MACH(2)                                                   MACH(2)

          crackhdr, machbytype, machbyname, newmap, setmap, findseg,
          unusemap, loadmap, attachproc, get1, get2, get4, get8, geta,
          put1, put2, put4, put8, puta beswab, beswal, beswav, leswab,
          leswal, leswav - machine-independent access to executable

          #include <u.h>
          #include <libc.h>
          #include <bio.h>
          #include <mach.h>

          int crackhdr(int fd, Fhdr *fp)

          void machbytype(int type)

          int machbyname(char *name)

          Map *newmap(Map *map, int n)

          int setmap(Map *map, int fd, uvlong base, uvlong end,

                      vlong foffset, char *name)

          int findseg(Map *map, char *name)

          void unusemap(Map *map, int seg)

          Map *loadmap(Map *map, int fd, Fhdr *fp)

          Map *attachproc(int pid, int kflag, int corefd, Fhdr *fp)

          int get1(Map *map, uvlong addr, uchar *buf, int n)

          int get2(Map *map, uvlong addr, ushort *val)

          int get4(Map *map, uvlong addr, ulong *val)

          int get8(Map *map, uvlong addr, uvlong *val)

          int geta(Map *map, uvlong addr, uvlong *val)

          int put1(Map *map, uvlong addr, uchar *buf, int n)

          int put2(Map *map, uvlong addr, ushort val)

          int put4(Map *map, uvlong addr, ulong val)

          int put8(Map *map, uvlong addr, uvlong val)

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     MACH(2)                                                   MACH(2)

          int puta(Map *map, uvlong addr, uvlong val)

          ushort beswab(ushort val)

          ulong beswal(ulong val)

          uvlong beswav(uvlong val)

          ushort leswab(ushort val)

          ulong leswal(ulong val)

          uvlong leswav(uvlong val)

          extern Mach mach;

          extern Machdata machdata;

          These functions provide a processor-independent interface
          for accessing the executable files or executing images of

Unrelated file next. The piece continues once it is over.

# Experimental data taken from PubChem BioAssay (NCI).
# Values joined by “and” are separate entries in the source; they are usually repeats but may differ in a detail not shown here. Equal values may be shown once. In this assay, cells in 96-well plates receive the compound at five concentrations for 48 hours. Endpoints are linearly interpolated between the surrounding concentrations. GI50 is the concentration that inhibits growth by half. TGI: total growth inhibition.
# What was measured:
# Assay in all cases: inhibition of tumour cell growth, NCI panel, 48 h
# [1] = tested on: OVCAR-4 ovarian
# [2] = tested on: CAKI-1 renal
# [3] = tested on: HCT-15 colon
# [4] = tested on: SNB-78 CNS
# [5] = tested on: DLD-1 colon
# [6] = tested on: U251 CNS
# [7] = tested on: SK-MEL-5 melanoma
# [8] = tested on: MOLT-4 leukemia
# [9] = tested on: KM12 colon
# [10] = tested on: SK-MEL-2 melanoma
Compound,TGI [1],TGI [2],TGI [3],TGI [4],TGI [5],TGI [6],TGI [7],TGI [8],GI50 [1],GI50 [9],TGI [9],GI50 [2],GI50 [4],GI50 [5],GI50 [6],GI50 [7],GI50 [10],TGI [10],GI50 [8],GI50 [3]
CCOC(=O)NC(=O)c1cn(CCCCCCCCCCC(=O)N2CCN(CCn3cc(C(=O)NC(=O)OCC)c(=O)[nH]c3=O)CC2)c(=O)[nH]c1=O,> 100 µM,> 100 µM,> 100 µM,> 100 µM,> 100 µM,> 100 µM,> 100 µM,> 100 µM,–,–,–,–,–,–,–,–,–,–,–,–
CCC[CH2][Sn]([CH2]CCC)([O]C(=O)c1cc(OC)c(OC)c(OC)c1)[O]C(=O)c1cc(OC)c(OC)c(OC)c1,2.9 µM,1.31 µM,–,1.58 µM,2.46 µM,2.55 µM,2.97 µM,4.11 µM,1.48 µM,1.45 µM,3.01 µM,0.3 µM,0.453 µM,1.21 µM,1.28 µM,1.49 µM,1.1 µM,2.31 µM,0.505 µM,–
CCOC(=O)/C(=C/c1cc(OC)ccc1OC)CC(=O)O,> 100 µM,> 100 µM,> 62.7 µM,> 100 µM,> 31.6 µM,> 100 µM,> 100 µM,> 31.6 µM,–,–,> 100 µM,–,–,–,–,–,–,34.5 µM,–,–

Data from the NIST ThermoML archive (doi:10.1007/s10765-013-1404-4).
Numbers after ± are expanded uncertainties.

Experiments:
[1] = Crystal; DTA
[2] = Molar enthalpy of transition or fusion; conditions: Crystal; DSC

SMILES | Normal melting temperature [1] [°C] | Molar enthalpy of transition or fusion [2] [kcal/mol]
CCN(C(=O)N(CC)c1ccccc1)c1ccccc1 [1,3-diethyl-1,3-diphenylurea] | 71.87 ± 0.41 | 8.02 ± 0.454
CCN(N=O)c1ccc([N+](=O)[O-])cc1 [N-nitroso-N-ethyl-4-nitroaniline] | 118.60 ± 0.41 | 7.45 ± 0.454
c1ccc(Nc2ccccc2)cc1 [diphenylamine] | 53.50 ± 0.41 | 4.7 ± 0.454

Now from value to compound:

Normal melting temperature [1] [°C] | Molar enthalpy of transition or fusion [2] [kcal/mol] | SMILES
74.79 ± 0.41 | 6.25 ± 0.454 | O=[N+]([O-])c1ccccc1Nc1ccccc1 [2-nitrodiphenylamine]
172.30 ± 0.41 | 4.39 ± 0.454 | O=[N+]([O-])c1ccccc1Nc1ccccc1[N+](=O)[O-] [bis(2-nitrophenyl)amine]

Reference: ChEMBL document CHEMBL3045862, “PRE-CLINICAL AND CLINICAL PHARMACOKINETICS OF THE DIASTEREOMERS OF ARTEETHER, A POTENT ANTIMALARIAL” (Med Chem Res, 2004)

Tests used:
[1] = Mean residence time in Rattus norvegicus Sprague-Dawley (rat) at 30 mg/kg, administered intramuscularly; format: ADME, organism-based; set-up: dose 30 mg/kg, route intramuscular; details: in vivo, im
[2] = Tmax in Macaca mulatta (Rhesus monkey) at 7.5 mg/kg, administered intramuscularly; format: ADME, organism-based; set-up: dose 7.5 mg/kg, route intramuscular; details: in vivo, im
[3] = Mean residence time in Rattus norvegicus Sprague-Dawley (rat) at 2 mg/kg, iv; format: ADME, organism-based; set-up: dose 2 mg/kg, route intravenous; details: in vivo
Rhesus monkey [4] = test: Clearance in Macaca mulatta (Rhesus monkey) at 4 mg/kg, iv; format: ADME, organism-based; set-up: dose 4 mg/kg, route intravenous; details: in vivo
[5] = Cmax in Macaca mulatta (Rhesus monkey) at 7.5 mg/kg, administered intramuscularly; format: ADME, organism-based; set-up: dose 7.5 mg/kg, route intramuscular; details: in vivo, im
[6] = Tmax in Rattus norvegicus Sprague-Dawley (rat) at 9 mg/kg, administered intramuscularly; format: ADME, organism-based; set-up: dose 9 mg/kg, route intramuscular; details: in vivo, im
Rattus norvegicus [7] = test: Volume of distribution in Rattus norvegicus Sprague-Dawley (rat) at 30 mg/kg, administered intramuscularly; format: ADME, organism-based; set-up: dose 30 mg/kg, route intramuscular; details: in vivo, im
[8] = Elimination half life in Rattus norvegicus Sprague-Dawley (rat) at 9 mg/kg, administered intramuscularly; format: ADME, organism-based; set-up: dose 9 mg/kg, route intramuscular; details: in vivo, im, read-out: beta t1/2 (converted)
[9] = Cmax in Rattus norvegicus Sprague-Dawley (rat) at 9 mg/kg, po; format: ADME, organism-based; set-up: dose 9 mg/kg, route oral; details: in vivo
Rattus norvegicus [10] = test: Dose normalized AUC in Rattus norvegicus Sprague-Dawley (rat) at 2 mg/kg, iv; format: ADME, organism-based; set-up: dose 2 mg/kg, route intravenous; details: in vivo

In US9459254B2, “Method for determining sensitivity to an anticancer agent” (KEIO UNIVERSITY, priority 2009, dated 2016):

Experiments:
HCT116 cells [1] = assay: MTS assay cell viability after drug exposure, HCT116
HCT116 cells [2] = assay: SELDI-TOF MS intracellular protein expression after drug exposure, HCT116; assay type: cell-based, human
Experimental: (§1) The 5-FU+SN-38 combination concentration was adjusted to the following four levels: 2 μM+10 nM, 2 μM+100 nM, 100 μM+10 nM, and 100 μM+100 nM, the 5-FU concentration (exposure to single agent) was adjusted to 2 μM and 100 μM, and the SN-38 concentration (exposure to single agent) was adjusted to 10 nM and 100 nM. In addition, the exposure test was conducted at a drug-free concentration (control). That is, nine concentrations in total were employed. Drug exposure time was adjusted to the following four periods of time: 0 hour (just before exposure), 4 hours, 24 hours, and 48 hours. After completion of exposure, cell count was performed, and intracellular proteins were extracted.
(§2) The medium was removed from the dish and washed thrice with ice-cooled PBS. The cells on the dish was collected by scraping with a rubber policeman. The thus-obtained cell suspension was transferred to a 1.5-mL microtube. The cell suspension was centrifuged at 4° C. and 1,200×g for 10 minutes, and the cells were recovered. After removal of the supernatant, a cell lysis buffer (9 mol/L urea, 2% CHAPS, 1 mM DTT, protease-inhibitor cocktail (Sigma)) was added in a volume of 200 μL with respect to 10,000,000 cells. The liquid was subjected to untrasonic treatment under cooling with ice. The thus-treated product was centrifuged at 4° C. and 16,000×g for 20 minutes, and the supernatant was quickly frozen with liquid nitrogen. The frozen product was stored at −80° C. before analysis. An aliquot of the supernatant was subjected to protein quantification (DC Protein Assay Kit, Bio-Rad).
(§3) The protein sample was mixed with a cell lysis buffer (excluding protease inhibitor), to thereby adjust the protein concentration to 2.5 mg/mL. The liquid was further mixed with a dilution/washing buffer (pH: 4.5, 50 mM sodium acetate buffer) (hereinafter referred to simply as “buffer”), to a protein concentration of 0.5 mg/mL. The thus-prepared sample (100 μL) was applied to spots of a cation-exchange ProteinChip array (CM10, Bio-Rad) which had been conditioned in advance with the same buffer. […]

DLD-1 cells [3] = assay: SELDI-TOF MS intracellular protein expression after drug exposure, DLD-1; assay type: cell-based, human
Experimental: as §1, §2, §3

all architectures.  Related library functions described in
          symbol(2) and object(2) provide similar access to symbol
          tables and object files.

          An executable is a file containing an executable program or
          the text file of the /proc file system associated with an
          executing process as described in proc(3). After opening an
          executable, an application invokes a library function which
          parses the file header, determines the target architecture
          and initializes data structures with parameters and pointers
          to functions appropriate for that architecture.  Next, the
          application invokes functions to construct one or more maps,
          data structures that translate references in the address
          space of the executable to offsets in the file.  Each map
          comprises one or more segments, each associating a non-
          overlapping range of memory addresses with a logical section
          of the executable.  Other library functions then use a map
          and the architecture-specific data structures to provide a
          generic interface to the processor-dependent data.

          Crackhdr interprets the header of the executable associated
          with the open file descriptor fd. It loads the data struc-
          ture fp with a machine-independent description of the header
          information and points global variable mach to the Mach data
          structure containing processor-dependent parameters of the
          target architecture.

          Machbytype selects architecture-specific data structures and
          parameter values based on the code stored in the field named
          type in the Fhdr data structure.  Machbyname performs the
          same selection based on the name of a processor class; see

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     MACH(2)                                                   MACH(2)

          2c(1) for a list of valid names.  Both functions point glo-
          bal variables mach and machdata to the Mach and Machdata
          data structures appropriate for the target architecture and
          load global variable asstype with the proper disassembler
          type code.

          Newmap creates an empty map with n segments.  If map is
          zero, the new map is dynamically allocated, otherwise it is
          assumed to point to an existing dynamically allocated map
          whose size is adjusted, as necessary.  A zero return value
          indicates an allocation error.